Friday, July 19, 1996

Cross Channel, by Julian Barnes

A review of Cross Channel, by Julian Barnes
Published July 19th, 1996, in The Minnesota Daily’s A&E Magazine

Changing Channels
English Novelist Crosses Over with
Short Stories About French

By Julian Barnes
Knopf, $21

Born in 1946, Julian Barnes was a late bloomer. He published his first novel—the fine, if conventional, Metroland—in 1980, and has been turning out novel after novel, each more brilliant than the last, ever since. His third book, Flaubert’s Parrot—a combination biography, novel, literary critique, and critique of literary critique—was hailed by critics as the greatest novelistic innovation since Nabokov’s Pale Fire. With these accomplishments, Barnes has established himself as one of the masters of the novel. His newest book, however, Cross Channel, is a collection of short stories and finds him far out of his element.

Comprising ten loosely connected stories, Cross Channel addresses Barnes’—and England’s—obsession with France. This obsession colors much of Barnes’ earlier work, and Cross Channel deals directly with the questions of language, culture, and religion at the heart of British and French discourse.

As always, Barnes’ scholarship is formidable. Ranging from the seventeenth to the twenty-first centuries, Cross Channel takes up everything from Catholic missionary soldiers to bridge building to bicycling to winemaking, and as with Flaubert’s Parrot, Barnes delved heavily into journals, newspapers, and correspondence to write these stories. The results can be perplexing, especially to monolingual Americans, but at times they can also be deeply gratifying.

The richest of these stories, “Hermitage,” is a moving treatise on love and winemaking in fin-de-siècle France. Two British women, Emily and Florence, are fed up with the turnip farmers of their native village, and to escape they buy a vineyard in northern France, their “hermitage.” Through their interactions with the locals, Emily and Florence open the story to much larger questions than to just the specifics of winemaking. Discussing purity regulations for their vintage, the two women learn about local habits, issues of nationalism, and questions of language. Even the simple task of transporting the wine brings up old economic and social dilemmas.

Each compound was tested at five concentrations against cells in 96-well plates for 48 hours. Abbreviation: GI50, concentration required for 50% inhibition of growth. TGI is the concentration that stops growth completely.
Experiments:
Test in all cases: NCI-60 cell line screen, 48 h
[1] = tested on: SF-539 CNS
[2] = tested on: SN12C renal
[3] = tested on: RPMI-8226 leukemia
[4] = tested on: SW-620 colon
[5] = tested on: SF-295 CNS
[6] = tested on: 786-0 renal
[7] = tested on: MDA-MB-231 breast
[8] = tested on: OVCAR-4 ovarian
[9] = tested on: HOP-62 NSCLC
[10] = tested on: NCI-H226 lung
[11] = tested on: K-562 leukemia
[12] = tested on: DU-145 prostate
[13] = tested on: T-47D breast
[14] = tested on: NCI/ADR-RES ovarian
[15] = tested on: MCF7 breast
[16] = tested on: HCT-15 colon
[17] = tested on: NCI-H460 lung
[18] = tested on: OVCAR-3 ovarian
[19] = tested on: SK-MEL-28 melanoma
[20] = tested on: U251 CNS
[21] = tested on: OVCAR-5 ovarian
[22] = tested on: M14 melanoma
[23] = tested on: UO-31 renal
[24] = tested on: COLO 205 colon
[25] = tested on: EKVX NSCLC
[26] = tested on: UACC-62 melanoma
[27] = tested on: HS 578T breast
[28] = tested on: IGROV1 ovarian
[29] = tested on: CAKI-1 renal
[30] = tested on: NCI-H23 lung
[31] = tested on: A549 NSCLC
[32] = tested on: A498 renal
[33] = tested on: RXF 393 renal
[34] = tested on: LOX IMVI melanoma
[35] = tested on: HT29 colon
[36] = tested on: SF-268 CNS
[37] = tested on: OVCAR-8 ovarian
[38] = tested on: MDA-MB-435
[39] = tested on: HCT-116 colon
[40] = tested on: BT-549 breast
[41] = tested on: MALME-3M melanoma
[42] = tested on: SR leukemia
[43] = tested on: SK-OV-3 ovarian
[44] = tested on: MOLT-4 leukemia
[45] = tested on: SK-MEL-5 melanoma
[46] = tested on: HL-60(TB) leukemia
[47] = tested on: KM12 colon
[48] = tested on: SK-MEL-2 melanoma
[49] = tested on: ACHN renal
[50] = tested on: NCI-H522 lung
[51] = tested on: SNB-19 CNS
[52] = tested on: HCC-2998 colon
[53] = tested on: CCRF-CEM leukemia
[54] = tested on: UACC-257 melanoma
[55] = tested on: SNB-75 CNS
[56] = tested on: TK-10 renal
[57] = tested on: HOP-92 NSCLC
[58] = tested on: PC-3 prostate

Not every story in this collection evokes so much so powerfully. Many stories, however beautiful the language, are more technically dazzling than artistically satisfying. The story “Melon” astounds with its knowledge of eighteenth-century culture and history but leaves the reader dry. “Melon” records the various destinies of a group of British noblemen who go to France for a cricket match in September 1789, at the start of the French Revolution—definitely the wrong time to be thinking of sports. With this premise, the story could have been a powerful depiction of personal loyalties, or at the very least an examination of class struggle, but it’s neither. The narrative threads end up getting mangled and fragmented by Barnes’ own virtuosity. Each character’s individuality becomes more and more obscure, and the story ends up being pointless despite its wide range.

Although many of the individual stories in Cross Channel successfully examine the English/French fascination—such as “Interference,” with its cranky exiled composer, and “Dragons,” with its awesome religious clash—the collection is, as a whole, somewhat weak. The interconnecting threads are flimsy, and there’s too much going on in this book for it to be wholly integrated or complete. Maybe the collection is too short—just 211 pages—to make any sense of Barnes’ vast subject material.

Barnes’ worst mistake in Cross Channel is an attempt at closure at the end of all this discontinuity. In the last story, “Tunnel,” the main character, an older version of Barnes himself, travels to France by Eurostar in the year 2017. Letting his mind wander over his lifetime of visits to France, he constructs in his mind a kind of English/French mythology. Despite the story’s eschatological bent, nothing is really culminated. Instead, Barnes relies on the worst narrative trick to pull the story together: The last line of the book reads, “And the elderly Englishman, when he returned home, began to write the stories you have just read.” Hopefully Barnes—the somewhat younger Englishman—will return home to write another novel.

—David Wiley

1 comment:

  1. Note: When I wrote this review, I’d only read Barnes’ first three novels, which were each significantly and remarkably more brilliant than the last. I’d also heard great things about his fifth novel, A History of the World in 10 ½ Chapters, but hadn’t read it. So after reviewing Cross Channel, I decided to go back and read A History of the World in 10 ½ Chapters, and I found it amazingly idiotic. Along with Cross Channel, it made me seriously downgrade my whole view of Barnes’ overall importance. Perhaps I’ll pick him up again someday and be pleasantly surprised.